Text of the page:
Tuesday, August 6, 2013

The Mysterious Death Of Miss Jane Austen by Lindsay Ashford

4 Star

When Jane Austen dies at the age of just 41, Anne, governess to her brother, Edward Austen, is devastated and begins to suspect that someone might have wanted her out of the way. Now, 20 years on, she hopes that medical science might have progressed sufficiently to assess the one piece of evidence she has - a tainted lock of Jane's hair. Natural causes or murder? Even 20 years down the line, Anne is determined to get to the bottom of the mysterious death of the acclaimed Miss Austen.

Kaley - 4 Star

Will we ever really know what killed Jane Austen? Was it some sort illness as is commonly believed or was it something more? Something sinister? That’s the question the novel The Mysterious Death of Miss Jane Austen by Lindsay Ashford tries to answer. While it is a fictionalized account, it makes one wonder what exactly happened to one of the world’s favourite authors.

I call myself an Austen fan but I will admit that I still haven’t read all six of her novels (it shouldn’t be a surprise that the two I haven’t read are Northanger Abbey and Mansfield Park) and I don’t know a whole lot about her life (but I did watch Becoming Jane.) In fact, I had no idea Anne Sharp even existed before reading this novel and that, I think, made it even more interesting. I think because I’m not well versed in her personal life I found that I had to keep reminding myself that this was a novel, not a biography. We don’t know exactly what happened to Austen and why she died at such a young age, 41 for those who don’t know. It’s easy to think of these types of novels as truths so I tried to keep what I knew of Austen out of mind while I read it because I found I could enjoy it more as a story than a “what if” type account. Of course, that didn’t stop my mind from wandering and thinking about what it would mean if this was all true. Considering the conclusion Anne comes to, that is an intriguing and slightly shocking thought.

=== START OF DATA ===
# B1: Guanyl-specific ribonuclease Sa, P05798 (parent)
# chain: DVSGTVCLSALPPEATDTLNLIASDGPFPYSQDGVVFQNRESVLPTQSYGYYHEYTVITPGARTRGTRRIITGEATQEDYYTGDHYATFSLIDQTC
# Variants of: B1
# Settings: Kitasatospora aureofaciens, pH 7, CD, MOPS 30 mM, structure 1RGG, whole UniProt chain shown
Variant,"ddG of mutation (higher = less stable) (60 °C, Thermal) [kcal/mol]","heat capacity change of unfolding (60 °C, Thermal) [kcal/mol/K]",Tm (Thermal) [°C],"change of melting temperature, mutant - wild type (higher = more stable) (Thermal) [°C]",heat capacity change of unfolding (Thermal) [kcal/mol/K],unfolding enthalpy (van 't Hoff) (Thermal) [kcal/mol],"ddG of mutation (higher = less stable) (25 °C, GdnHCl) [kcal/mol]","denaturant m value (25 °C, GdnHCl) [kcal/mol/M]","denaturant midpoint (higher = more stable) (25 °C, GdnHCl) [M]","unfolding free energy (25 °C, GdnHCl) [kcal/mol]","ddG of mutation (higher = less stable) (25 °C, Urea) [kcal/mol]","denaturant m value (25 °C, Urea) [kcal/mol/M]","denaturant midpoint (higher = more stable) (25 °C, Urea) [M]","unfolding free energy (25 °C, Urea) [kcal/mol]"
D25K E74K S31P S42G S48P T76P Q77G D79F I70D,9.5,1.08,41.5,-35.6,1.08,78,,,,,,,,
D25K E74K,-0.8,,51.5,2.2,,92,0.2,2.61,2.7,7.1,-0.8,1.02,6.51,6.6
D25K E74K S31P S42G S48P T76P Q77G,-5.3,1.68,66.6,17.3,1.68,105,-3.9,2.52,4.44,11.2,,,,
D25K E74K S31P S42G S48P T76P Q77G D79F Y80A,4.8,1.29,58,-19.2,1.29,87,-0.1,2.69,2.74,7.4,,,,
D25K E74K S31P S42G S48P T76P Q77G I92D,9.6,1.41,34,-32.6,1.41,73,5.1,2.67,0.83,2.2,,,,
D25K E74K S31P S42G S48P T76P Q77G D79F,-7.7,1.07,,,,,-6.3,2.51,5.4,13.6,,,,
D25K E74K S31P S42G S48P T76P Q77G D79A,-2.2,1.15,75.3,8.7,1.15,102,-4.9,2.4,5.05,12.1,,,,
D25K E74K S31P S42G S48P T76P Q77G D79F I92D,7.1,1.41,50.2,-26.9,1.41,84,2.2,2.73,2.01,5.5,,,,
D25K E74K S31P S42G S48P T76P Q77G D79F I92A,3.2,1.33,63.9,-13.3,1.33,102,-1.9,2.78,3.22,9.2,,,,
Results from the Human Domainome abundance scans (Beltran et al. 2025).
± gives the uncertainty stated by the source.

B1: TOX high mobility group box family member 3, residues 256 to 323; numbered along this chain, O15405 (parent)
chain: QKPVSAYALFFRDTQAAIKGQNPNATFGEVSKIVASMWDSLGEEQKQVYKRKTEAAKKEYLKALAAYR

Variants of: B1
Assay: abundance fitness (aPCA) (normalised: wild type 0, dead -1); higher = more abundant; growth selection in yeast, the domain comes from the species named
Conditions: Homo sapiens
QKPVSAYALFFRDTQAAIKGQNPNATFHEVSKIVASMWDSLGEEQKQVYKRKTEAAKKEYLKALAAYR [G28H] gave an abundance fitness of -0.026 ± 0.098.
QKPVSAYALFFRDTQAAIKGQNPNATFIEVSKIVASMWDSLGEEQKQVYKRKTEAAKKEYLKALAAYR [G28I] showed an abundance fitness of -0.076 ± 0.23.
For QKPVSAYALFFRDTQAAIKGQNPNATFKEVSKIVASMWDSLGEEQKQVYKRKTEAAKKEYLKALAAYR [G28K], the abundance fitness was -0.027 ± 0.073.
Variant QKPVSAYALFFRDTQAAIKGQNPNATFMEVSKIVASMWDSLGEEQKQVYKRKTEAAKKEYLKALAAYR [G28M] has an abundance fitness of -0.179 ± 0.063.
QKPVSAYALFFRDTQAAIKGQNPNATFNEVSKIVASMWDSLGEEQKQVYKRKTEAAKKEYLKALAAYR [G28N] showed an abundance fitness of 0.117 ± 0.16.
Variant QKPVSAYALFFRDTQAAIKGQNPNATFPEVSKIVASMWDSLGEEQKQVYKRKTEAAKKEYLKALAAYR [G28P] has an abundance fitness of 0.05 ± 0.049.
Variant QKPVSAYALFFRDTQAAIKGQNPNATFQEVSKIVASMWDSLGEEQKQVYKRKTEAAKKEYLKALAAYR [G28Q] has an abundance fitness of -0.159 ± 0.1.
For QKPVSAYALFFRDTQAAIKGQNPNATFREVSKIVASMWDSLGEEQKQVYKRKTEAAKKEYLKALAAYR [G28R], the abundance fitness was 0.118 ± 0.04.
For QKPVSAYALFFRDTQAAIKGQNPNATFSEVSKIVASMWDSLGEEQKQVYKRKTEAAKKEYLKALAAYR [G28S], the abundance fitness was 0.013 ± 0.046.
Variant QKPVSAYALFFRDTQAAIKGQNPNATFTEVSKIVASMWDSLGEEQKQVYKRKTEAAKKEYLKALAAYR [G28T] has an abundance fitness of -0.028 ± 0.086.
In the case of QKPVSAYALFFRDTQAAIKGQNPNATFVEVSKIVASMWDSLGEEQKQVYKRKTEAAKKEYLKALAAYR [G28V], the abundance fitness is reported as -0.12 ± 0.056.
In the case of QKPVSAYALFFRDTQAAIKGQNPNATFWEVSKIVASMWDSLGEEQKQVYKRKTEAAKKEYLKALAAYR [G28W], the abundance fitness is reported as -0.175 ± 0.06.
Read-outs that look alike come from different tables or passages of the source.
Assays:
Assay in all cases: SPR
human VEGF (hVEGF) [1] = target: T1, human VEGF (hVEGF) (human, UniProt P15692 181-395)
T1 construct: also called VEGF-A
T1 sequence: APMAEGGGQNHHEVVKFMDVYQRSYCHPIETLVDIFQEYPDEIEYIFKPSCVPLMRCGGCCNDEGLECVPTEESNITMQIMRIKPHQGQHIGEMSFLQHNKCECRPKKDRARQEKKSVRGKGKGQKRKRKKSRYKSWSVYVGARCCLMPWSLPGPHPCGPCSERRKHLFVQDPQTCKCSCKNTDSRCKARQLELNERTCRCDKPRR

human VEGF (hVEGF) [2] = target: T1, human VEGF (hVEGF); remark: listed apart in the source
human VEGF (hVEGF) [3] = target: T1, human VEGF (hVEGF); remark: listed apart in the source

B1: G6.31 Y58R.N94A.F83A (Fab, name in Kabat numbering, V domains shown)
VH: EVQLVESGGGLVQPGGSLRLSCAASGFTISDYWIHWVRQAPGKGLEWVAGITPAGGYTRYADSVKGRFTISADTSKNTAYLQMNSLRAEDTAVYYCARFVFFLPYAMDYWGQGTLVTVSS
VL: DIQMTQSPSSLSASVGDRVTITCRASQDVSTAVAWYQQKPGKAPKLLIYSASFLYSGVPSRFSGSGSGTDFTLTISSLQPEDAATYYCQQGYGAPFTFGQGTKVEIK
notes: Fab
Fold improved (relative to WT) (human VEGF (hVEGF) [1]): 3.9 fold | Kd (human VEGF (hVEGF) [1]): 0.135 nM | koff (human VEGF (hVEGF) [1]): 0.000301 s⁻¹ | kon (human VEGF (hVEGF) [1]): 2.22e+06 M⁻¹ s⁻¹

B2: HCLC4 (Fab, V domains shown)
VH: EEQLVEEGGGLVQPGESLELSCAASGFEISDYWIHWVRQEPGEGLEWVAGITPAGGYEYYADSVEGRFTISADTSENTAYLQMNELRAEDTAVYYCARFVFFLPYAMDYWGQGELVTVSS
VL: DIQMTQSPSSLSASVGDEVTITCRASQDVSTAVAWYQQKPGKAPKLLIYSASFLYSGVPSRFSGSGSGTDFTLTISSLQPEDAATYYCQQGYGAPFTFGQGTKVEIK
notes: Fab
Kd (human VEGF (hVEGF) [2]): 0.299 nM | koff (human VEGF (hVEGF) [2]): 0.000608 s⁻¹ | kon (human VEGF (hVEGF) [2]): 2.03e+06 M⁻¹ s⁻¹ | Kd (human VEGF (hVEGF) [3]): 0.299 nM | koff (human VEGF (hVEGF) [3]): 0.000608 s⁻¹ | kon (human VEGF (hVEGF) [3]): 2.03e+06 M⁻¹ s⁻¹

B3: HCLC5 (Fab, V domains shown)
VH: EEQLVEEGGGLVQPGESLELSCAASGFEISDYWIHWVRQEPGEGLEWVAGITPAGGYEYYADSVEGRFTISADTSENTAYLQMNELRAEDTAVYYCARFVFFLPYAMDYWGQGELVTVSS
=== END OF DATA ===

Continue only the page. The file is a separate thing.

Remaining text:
I did find that it was hard to keep track of time sometimes. The story spans at least a couple of decades (I was so confused that I am honestly not even sure what years the novel started and ended). It was easy to forget that time was moving on when the story focused on the adults but I would always get confused when one of the children were mentioned. Fanny, one of Jane’s nieces, was a preteen when the story started and I was always surprised later on in the book when she showed up and was in her twenties or thirties. I was surprised because it wasn’t clear that so much time had passed. This issue is probably the only negative I had with the novel.

The Mysterious Death of Miss Jane Austen will definitely be more enjoyable for Austen fans but I think readers who like mystery novels could enjoy Lindsay Ashford’s novel as well. It’s encouraged me to read more biographies on Jane Austen to get an accurate and historical account – which Ashford suggests you do in the Author’s Note. Overall, this was an enjoyable read about a beloved author who has been entertaining and fascinating readers for over two hundred years. 

Thank you to Sourcebooks for our review copy. All opinions are our own. 

Connect with Lindsay Ashford:


1 comment:

  1. I will be putting this on my "to read" list. Sounds like a novel I would love. :)



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